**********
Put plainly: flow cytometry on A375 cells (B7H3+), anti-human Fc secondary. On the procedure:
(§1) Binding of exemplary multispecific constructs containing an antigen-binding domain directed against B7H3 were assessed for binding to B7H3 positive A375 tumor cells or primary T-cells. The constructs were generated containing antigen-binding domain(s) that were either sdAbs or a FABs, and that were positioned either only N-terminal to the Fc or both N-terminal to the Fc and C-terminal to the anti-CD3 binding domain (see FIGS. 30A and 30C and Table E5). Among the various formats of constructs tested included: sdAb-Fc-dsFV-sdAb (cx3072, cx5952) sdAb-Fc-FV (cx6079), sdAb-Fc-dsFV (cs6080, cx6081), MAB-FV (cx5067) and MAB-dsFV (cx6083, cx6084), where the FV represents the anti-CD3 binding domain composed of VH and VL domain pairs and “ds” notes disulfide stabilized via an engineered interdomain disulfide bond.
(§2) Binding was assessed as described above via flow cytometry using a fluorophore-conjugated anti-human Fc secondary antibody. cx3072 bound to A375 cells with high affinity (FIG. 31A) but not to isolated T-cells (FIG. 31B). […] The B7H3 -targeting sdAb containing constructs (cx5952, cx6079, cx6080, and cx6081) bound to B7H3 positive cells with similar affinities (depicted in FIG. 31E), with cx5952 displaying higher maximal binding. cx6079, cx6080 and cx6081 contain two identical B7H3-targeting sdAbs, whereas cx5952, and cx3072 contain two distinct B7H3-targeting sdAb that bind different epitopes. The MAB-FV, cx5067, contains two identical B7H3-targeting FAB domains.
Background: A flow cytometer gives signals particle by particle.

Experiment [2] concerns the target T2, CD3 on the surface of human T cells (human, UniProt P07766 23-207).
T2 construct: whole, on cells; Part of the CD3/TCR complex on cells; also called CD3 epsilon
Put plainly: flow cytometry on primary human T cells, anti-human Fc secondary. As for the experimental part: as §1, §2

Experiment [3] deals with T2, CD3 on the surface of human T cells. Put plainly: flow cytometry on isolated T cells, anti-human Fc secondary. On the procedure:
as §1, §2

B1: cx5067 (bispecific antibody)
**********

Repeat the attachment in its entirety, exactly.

Put plainly: flow cytometry on A375 cells (B7H3+), anti-human Fc secondary. On the procedure:
(§1) Binding of exemplary multispecific constructs containing an antigen-binding domain directed against B7H3 were assessed for binding to B7H3 positive A375 tumor cells or primary T-cells. The constructs were generated containing antigen-binding domain(s) that were either sdAbs or a FABs, and that were positioned either only N-terminal to the Fc or both N-terminal to the Fc and C-terminal to the anti-CD3 binding domain (see FIGS. 30A and 30C and Table E5). Among the various formats of constructs tested included: sdAb-Fc-dsFV-sdAb (cx3072, cx5952) sdAb-Fc-FV (cx6079), sdAb-Fc-dsFV (cs6080, cx6081), MAB-FV (cx5067) and MAB-dsFV (cx6083, cx6084), where the FV represents the anti-CD3 binding domain composed of VH and VL domain pairs and “ds” notes disulfide stabilized via an engineered interdomain disulfide bond.
(§2) Binding was assessed as described above via flow cytometry using a fluorophore-conjugated anti-human Fc secondary antibody. cx3072 bound to A375 cells with high affinity (FIG. 31A) but not to isolated T-cells (FIG. 31B). […] The B7H3 -targeting sdAb containing constructs (cx5952, cx6079, cx6080, and cx6081) bound to B7H3 positive cells with similar affinities (depicted in FIG. 31E), with cx5952 displaying higher maximal binding. cx6079, cx6080 and cx6081 contain two identical B7H3-targeting sdAbs, whereas cx5952, and cx3072 contain two distinct B7H3-targeting sdAb that bind different epitopes. The MAB-FV, cx5067, contains two identical B7H3-targeting FAB domains.
Background: A flow cytometer gives signals particle by particle.

Experiment [2] concerns the target T2, CD3 on the surface of human T cells (human, UniProt P07766 23-207).
T2 construct: whole, on cells; Part of the CD3/TCR complex on cells; also called CD3 epsilon
Put plainly: flow cytometry on primary human T cells, anti-human Fc secondary. As for the experimental part: as §1, §2

Experiment [3] deals with T2, CD3 on the surface of human T cells. Put plainly: flow cytometry on isolated T cells, anti-human Fc secondary. On the procedure:
as §1, §2

B1: cx5067 (bispecific antibody)